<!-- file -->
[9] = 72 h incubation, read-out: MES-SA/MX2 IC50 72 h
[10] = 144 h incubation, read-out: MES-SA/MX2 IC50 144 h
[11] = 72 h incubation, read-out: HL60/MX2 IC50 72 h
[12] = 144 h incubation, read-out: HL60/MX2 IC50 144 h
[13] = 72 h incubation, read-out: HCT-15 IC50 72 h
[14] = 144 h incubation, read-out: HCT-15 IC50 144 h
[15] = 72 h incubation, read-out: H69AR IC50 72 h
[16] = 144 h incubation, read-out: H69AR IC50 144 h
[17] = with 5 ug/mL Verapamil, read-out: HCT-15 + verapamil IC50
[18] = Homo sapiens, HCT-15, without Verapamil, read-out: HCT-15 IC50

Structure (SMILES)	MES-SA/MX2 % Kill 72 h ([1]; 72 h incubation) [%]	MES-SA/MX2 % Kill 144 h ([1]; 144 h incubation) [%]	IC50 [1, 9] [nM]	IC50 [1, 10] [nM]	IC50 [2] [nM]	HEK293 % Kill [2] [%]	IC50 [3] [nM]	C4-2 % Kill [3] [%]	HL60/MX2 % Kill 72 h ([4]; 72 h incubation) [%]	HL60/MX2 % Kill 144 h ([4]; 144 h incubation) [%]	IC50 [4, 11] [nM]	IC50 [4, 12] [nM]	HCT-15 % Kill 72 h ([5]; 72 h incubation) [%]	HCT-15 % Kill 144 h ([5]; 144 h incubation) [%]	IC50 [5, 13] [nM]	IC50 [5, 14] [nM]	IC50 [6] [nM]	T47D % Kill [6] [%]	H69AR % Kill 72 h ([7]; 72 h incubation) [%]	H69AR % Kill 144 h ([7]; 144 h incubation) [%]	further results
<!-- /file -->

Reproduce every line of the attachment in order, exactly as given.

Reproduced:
[9] = 72 h incubation, read-out: MES-SA/MX2 IC50 72 h
[10] = 144 h incubation, read-out: MES-SA/MX2 IC50 144 h
[11] = 72 h incubation, read-out: HL60/MX2 IC50 72 h
[12] = 144 h incubation, read-out: HL60/MX2 IC50 144 h
[13] = 72 h incubation, read-out: HCT-15 IC50 72 h
[14] = 144 h incubation, read-out: HCT-15 IC50 144 h
[15] = 72 h incubation, read-out: H69AR IC50 72 h
[16] = 144 h incubation, read-out: H69AR IC50 144 h
[17] = with 5 ug/mL Verapamil, read-out: HCT-15 + verapamil IC50
[18] = Homo sapiens, HCT-15, without Verapamil, read-out: HCT-15 IC50

Structure (SMILES)	MES-SA/MX2 % Kill 72 h ([1]; 72 h incubation) [%]	MES-SA/MX2 % Kill 144 h ([1]; 144 h incubation) [%]	IC50 [1, 9] [nM]	IC50 [1, 10] [nM]	IC50 [2] [nM]	HEK293 % Kill [2] [%]	IC50 [3] [nM]	C4-2 % Kill [3] [%]	HL60/MX2 % Kill 72 h ([4]; 72 h incubation) [%]	HL60/MX2 % Kill 144 h ([4]; 144 h incubation) [%]	IC50 [4, 11] [nM]	IC50 [4, 12] [nM]	HCT-15 % Kill 72 h ([5]; 72 h incubation) [%]	HCT-15 % Kill 144 h ([5]; 144 h incubation) [%]	IC50 [5, 13] [nM]	IC50 [5, 14] [nM]	IC50 [6] [nM]	T47D % Kill [6] [%]	H69AR % Kill 72 h ([7]; 72 h incubation) [%]	H69AR % Kill 144 h ([7]; 144 h incubation) [%]	further results